Love it or hate it, there is no doubt that a cake with a porcelain fondant finish is a thing of beauty. After you learn how to cover a cake with fondant you’ll be ready to create spectacular celebration cakes.
As I mentioned in my Rolled Fondant Recipe post, many folks hate the taste of fondant, but love the look. Once you make your own and realize that it can actually taste good, you’ll be ready to cover your first cake with fondant.
Watch the video and practice a few times and you’ll get it. You’ll also find helpful tips and answers to frequently asked questions in this post.
A layer of buttercream creates a nice even surface for covering a cake with fondant. Buttercream has a neutral color that won’t show through the fondant.
Yes, a chilled cake is firm and allows you to smooth the fondant finish without damaging the shape of the cake.
The main determination of how far in advance to fondant a cake is the perishability of the cake and filling. Most cakes are only good at room temperature for 1-2 days and refrigerated for 3-4 days at the most. Let the cake and filling be your guide as to how far in advance to cover the cake with fondant.
Yes, but you’ll need to cover the cake to prevent it from forming condensation in the moist environment of the refrigerator. Place the cake in a cake box or wrap the entire cake with plastic wrap. Unwrap the cake as soon as you remove it from the refrigerator to avoid condensation buildup inside the wrapping.
Yes, as long as the cake and filling are not perishable the cake can be left uncovered at room temperature.
Pastry Chef tips for covering a cake with rolled fondant:
- The fondant will not hide imperfections in the cake. Start with a perfectly straight, perfectly iced cake with sharp corners on the top edge.
- Knead the fondant until it’s smooth and supple before rolling. If the fondant is too stiff, you’ll get cracking and other imperfections.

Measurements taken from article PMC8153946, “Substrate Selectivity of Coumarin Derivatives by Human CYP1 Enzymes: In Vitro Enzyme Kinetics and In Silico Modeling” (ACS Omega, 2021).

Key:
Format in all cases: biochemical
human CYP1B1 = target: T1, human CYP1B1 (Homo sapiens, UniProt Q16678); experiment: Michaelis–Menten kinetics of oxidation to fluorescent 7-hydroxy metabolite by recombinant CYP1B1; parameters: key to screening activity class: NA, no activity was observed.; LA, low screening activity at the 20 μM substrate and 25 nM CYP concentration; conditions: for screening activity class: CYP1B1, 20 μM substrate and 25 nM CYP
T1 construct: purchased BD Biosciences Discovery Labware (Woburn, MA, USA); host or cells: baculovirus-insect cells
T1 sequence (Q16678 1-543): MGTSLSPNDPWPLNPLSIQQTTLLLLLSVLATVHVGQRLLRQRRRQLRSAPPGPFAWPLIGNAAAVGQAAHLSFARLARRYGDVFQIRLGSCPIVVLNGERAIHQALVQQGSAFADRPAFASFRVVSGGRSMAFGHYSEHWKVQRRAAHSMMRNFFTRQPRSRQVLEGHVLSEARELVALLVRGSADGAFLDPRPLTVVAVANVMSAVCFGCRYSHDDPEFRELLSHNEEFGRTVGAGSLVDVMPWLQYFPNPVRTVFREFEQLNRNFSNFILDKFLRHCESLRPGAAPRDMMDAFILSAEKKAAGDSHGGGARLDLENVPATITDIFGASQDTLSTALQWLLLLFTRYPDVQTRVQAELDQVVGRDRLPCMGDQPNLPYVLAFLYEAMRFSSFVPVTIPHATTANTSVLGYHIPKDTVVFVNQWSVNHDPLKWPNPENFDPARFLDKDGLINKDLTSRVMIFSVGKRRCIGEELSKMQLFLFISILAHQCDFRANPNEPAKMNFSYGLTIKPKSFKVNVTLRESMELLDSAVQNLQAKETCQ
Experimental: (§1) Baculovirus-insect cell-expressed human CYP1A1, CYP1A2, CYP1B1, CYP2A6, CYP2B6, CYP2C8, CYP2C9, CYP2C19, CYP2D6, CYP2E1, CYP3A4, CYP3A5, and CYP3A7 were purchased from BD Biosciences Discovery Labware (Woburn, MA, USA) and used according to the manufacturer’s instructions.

- Work slowly and methodically to smooth the fondant from top to bottom. Don’t try to rush it or force the fondant into place.
- Sometimes a “bubble” will form on the surface of the fondant. Use a pin to poke a hole in the bubble, then gently smooth it out with your finger.
- Use powdered sugar sparingly when rolling. Too much sugar will dry the surface of the fondant, causing “elephant skin” (wrinkly patches) on the cake.
- If the fondant seems very dry, knead in just a few drops of water. If the fondant is too soft, knead in just a little powdered sugar.
- Left over fondant should be double wrapped in plastic and stored in an air-tight container. Properly stored it will keep for months.
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How to Cover a cake with rolled fondant
- 1 recipe Rolled Fondant
- confectioner sugar
- Ice your cake with buttercream and chill until firm. If the cake is on a cardboard cake circle trim the board to the size of the cake. Set the cake on a larger cake board.
- Measure the cake with a tape measure from the bottom of one side of the cake over the top of the cake and down to the other bottom edge of the cake. You should be measuring the top and two vertical sides of the cake. Add 2"-3" to that measurement. This is the measurement for rolling the fondant.
- Knead the fondant until its smooth and there is no cracking on the surface. Dust your work surface with powdered sugar. Roll the fondant to a circle according to the measurement of the cake.1 recipe Rolled Fondant, confectioner sugar
- Set the rolling pin at the top of the fondant circle. Roll the fondant around the rolling pin and transfer it to the cake. Unroll the fondant over the cake. Use a fondant smoother or your flat hands to smooth the top of the cake. Continue smoothing the fondant from the top over the edge and down the sides of the cake.
- Smooth the fondant all around to the bottom of the cake. Use a pizza cutter or sharp paring knife to trim the fondant around the bottom of the cake. The cake is now ready to decorate or transfer to a serving plate.
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